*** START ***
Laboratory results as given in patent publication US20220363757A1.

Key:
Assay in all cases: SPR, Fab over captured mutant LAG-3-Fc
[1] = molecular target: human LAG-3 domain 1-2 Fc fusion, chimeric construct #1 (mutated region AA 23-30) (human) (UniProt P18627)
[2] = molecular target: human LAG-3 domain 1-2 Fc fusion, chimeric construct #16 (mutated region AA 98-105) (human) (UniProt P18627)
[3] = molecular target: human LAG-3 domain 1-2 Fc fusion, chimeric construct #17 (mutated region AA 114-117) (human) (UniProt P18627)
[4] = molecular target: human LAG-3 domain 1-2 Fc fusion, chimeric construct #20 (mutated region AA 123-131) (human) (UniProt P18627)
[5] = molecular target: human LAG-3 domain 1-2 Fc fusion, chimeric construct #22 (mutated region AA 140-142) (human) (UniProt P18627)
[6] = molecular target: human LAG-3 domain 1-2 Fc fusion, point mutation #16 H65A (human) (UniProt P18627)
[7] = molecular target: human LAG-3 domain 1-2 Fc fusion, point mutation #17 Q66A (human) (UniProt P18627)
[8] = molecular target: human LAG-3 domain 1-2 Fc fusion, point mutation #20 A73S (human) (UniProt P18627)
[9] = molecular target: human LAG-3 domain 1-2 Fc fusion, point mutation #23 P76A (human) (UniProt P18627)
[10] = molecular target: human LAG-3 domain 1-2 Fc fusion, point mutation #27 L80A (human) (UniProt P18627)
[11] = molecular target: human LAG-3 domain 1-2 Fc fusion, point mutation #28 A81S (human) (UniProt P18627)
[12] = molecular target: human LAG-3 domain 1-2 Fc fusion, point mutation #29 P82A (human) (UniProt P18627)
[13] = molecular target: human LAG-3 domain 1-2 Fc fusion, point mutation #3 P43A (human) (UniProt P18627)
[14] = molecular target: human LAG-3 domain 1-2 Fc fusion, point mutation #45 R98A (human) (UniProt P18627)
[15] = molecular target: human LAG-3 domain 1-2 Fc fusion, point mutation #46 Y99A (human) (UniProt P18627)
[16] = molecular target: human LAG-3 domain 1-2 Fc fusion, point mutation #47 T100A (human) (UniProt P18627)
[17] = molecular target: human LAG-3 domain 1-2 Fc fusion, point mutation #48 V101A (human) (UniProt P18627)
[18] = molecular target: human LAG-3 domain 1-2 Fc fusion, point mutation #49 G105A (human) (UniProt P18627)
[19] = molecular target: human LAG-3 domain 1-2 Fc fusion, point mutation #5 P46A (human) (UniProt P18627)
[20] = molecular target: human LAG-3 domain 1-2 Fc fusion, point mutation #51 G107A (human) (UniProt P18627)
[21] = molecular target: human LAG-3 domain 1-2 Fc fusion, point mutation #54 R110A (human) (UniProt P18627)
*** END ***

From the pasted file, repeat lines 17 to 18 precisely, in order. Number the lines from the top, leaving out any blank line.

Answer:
[14] = molecular target: human LAG-3 domain 1-2 Fc fusion, point mutation #45 R98A (human) (UniProt P18627)
[15] = molecular target: human LAG-3 domain 1-2 Fc fusion, point mutation #46 Y99A (human) (UniProt P18627)